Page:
Udall: Launch of VA Open Burn Pit Registry will Help Veterans get Care they have Earned
Encourages veterans who served in Iraq, Afghanistan and Southwest Asia to sign up and participate
WASHINGTON - Today, U.S. Senator Tom Udall welcomed news that the Department of Veterans Affairs (VA) has launched the Airborne Hazards and Open Burn Pit Registry, which he was instrumental in creating through bipartisan legislation. Similar to the Agent Orange and Gulf War registries, the burn pit registry will enable the VA to track service members and veterans exposed to toxic chemicals and fumes from open burn pits in Iraq and Afghanistan. It will help the VA and doctors to better assess the health of veterans and determine to what extent air pollution from burn pits caused diseases and medical conditions in service members.
Udall became a strong advocate of creating a burn pit registry after meeting Albuquerque veteran MSgt. Jessey Baca, who has faced a multitude of health problems believed to be associated with fumes he inhaled from burn pits while serving in Iraq. Udall and Sen. Bob Corker (R-Tenn.) wrote the original Open Burn Pit Registry Act, which was signed into law by the president in January 2013.
Udall issued the following statement:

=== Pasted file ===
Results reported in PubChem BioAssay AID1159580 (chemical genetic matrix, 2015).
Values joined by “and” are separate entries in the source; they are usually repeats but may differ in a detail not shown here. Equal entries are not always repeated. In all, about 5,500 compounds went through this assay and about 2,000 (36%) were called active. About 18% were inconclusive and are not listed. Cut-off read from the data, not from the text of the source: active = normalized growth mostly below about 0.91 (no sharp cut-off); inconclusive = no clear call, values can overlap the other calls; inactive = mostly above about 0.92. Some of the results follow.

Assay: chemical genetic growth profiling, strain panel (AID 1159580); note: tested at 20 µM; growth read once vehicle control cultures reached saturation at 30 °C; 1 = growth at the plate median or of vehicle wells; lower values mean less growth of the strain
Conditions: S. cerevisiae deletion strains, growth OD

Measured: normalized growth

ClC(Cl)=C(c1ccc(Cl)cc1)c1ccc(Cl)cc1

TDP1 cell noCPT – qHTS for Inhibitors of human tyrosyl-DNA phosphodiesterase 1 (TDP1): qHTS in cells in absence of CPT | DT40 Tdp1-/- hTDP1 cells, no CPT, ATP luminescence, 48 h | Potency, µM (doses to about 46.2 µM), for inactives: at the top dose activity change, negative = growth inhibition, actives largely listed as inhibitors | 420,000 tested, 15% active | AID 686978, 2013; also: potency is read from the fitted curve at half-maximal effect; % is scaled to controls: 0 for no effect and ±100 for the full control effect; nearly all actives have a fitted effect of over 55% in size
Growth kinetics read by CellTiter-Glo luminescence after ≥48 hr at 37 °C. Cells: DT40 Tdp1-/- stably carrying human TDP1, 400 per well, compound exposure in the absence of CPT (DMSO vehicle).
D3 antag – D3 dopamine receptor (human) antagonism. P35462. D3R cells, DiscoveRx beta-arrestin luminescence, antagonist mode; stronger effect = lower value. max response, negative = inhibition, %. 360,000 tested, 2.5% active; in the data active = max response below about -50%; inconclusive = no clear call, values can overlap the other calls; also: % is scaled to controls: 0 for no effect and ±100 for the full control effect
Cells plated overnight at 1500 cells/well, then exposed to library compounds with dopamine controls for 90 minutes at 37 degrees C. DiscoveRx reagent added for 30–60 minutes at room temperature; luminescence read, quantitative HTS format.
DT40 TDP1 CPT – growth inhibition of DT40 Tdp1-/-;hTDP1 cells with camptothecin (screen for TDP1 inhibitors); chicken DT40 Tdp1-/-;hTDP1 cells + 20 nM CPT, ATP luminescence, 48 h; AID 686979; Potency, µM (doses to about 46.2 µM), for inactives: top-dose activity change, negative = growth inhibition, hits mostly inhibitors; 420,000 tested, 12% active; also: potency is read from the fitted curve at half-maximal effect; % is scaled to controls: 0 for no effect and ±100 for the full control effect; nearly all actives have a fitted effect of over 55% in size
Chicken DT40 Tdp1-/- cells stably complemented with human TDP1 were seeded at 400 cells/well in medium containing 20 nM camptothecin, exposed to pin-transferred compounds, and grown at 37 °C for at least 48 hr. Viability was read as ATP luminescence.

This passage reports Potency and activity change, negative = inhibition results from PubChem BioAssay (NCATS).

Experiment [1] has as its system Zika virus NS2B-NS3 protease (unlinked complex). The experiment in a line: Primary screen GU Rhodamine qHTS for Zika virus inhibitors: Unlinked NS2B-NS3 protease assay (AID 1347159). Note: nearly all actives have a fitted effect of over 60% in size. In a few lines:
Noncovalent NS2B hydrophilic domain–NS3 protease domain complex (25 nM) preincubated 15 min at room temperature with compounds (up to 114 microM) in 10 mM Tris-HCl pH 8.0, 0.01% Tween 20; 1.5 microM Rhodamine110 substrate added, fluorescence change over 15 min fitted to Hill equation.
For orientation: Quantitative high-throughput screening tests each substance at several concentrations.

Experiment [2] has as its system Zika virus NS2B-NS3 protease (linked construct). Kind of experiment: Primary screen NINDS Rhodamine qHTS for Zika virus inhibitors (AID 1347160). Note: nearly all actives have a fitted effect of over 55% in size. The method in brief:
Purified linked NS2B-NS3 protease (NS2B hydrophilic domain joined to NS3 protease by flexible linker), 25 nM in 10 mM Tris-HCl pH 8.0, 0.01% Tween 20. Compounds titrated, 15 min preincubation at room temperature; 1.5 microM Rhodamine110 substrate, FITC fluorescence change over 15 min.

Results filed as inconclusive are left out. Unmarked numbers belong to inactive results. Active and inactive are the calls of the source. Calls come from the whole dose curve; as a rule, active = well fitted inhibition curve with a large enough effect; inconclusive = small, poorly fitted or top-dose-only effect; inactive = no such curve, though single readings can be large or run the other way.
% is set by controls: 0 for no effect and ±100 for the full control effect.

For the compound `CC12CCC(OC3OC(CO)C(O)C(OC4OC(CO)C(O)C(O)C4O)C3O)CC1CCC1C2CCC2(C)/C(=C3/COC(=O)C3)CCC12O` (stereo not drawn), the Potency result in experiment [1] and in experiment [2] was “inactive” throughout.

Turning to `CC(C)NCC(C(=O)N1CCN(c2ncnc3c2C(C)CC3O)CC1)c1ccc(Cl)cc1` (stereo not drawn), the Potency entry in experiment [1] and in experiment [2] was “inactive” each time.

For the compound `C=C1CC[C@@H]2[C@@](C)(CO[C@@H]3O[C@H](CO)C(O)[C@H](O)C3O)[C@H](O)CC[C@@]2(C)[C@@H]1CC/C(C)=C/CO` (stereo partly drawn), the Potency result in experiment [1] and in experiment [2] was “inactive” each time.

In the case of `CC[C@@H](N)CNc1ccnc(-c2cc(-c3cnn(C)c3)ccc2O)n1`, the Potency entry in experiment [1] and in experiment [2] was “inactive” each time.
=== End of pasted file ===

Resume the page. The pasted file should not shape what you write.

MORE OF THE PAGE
"On behalf of Jessey Baca and thousands of other veterans battling serious illnesses after exposure to toxic fumes from open air burn pits, I am very pleased to see the VA's registry up and running. Jessey and his wife Maria have been incredible partners in this effort. He and his fellow service members answered our call to serve without hesitation, and starting today, we can finally help answer their call for better information. Our veterans deserve an honest assessment of their health needs. I encourage all eligible service men and women who served in Iraq, Afghanistan and throughout Southwest Asia to participate in the registry, so that the VA and the medical community can use it as a resource to provide the care that veterans across the country have earned and deserve."
For years, service members at U.S. military installations in Afghanistan and Iraq relied on open burn pits to dispose of waste materials, which resulted in service members inhaling toxic fumes. According to the VA, waste products in burn pits included, but are not limited to: chemicals, paint, medical and human waste, metal/aluminum cans, munitions and other unexploded ordnance, petroleum and lubricant products, plastics and Styrofoam.
The Airborne Hazards and Open Burn Pit Registry is available online at https://veteran.mobilehealth.va.gov/AHBurnPitRegistry/#page/home.